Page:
Wednesday, February 3, 2010

Drugs and receptor interaction (ionic, covalence, H and VDN force)


Most drugs combine with specific sites on macromolecules (e.g. cell membrane components, enzymes, proteins) by precise physiochemical and steric interactions between specific chemical groups of the drug. These sites are termed receptors. The interaction need force such as ionic force, covalence force, hydrogen force and van der waal force.


An ionic bond is an electrical attraction between two oppositely charged atoms or groups of atoms. Normally, atoms are neutral and have no charge. However, in order to gain stability they will sacrifice their neutrality by either losing one or more of its outermost electrons thus becoming a positive ion (cation) or they will gain one or more electrons thus becoming a negative ion (anion). Once this has happened, the resulting charged atoms will attract each other. That electrical attraction between two oppositely charged ions is referred to as an ionic bond. All salts are ionic.


Force holding atoms in a molecule together as a specific, separate entity. In covalent bonds, two atoms share one or more pairs of valence electrons to give each atom the stability found in a noble gas. In single bonds, one electron pair is shared. In coordinate covalent bonds, additional electron pairs are shared with another atom, usually forming a functional group, such as sulfate (SO4) or phosphate (PO4).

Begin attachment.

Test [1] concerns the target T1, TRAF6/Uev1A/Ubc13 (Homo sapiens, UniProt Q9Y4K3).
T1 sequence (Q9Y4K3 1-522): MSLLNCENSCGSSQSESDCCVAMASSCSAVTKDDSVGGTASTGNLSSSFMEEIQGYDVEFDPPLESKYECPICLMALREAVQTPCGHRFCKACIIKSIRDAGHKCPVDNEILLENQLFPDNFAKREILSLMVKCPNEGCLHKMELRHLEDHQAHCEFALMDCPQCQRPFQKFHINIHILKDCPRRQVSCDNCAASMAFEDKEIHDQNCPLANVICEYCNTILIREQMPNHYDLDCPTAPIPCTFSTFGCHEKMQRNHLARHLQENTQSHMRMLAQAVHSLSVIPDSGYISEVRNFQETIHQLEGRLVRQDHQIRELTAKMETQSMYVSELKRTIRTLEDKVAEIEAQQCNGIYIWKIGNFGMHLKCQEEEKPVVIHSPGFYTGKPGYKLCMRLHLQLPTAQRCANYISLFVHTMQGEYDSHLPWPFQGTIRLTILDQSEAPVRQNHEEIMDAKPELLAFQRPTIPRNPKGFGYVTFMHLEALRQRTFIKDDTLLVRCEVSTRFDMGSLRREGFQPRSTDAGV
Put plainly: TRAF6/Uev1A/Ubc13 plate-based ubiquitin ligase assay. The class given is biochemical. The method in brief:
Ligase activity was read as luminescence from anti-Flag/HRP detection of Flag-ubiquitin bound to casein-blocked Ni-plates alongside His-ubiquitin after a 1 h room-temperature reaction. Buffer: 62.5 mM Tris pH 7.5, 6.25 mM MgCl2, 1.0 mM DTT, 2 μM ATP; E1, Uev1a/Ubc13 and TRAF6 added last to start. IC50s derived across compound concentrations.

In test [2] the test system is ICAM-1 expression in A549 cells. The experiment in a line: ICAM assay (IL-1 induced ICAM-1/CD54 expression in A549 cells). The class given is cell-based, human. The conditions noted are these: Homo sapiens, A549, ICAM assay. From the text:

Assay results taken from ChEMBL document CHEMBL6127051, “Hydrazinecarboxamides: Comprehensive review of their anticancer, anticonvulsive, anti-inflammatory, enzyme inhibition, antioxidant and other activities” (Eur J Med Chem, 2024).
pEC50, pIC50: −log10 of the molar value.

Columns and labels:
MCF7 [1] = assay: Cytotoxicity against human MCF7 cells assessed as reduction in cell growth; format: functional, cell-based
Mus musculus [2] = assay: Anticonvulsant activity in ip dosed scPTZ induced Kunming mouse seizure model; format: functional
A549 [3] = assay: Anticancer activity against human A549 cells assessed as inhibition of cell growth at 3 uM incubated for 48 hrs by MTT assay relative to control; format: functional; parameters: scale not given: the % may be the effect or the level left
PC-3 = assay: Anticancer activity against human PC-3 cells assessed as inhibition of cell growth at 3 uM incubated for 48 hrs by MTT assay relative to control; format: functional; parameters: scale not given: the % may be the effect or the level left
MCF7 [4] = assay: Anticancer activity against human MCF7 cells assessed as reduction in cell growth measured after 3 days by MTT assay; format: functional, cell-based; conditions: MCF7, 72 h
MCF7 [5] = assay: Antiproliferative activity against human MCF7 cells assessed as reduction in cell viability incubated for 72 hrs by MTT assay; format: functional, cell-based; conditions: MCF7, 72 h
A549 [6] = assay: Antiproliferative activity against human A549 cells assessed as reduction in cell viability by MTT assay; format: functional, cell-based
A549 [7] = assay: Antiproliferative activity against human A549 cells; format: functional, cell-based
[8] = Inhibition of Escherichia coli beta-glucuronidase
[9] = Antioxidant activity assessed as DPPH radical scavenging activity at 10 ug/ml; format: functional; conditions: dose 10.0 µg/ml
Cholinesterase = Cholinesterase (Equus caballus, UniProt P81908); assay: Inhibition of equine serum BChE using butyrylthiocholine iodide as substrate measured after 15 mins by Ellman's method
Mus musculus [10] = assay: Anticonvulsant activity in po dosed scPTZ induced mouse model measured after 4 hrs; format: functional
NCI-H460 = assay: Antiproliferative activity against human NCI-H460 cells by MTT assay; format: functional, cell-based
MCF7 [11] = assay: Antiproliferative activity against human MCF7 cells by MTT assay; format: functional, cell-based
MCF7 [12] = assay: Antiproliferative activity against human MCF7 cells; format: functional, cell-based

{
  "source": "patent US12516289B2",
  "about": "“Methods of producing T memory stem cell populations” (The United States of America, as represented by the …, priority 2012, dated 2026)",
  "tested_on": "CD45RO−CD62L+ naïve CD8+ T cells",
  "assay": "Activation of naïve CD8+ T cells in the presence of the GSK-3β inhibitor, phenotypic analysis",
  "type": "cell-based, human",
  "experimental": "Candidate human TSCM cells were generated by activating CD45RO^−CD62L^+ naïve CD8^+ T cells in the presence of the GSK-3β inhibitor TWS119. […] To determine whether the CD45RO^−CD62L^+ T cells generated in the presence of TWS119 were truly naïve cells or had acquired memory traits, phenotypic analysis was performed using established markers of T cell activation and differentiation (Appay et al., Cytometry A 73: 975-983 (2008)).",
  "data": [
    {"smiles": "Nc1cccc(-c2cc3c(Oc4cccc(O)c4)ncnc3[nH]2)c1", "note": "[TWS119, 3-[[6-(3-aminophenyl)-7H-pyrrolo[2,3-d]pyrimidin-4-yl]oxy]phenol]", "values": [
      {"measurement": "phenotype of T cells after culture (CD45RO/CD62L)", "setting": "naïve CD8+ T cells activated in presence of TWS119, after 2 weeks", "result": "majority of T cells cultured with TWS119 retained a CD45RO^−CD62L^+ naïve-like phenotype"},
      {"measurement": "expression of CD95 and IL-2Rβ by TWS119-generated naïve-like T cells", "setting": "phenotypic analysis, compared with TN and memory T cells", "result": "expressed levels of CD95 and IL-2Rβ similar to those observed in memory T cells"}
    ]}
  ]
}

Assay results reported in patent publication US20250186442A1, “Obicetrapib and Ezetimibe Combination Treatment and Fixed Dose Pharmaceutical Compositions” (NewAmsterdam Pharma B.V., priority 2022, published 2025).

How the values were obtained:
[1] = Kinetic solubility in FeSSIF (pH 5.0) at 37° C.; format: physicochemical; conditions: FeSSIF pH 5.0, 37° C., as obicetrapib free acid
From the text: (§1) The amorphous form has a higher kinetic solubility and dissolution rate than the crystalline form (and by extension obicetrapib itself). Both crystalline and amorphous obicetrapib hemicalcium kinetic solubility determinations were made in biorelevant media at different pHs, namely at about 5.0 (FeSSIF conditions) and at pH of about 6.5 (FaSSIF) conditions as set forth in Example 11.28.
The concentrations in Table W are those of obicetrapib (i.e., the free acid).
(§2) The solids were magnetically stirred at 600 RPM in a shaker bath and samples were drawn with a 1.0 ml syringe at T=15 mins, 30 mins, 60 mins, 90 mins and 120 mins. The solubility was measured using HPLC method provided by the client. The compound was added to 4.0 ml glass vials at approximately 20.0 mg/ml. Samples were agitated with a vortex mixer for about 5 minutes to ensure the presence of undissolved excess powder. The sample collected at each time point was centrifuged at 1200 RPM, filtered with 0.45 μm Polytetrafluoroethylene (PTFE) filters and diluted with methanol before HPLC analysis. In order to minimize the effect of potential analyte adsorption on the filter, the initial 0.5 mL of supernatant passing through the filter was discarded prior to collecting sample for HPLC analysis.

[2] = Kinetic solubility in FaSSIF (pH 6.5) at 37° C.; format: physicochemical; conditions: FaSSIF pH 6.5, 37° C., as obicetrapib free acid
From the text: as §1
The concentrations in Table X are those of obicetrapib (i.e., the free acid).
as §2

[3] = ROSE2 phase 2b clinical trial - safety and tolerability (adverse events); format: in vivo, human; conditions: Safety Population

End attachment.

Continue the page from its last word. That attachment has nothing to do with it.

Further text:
Hydrogen bonds occur between molecules that have a hydrogen covalently bonded with an oxygen, nitrogen, or fluorine atom. When the other end of that covalent bond is a hydrogen, the electronegative atom is pulling all electrons associated with hydrogen away from it. Hydrogen acts almost as a positive charge. This high charge makes hydrogen bonds a very strong type of dipole-dipole force. Substances which hydrogen bond are typically liquids at room temperature.


Water molecules in liquid water are attracted to each other by electrostatic forces, and these forces have been described as van der Waals forces. Even though the water molecule as a whole is electrically neutral, the distribution of charge in the molecule is not symmetrical and leads to a dipole moment. This leads to a net attraction between such polar molecules which finds expression in the cohesion of water molecules and contributes to viscosity and surface tension.

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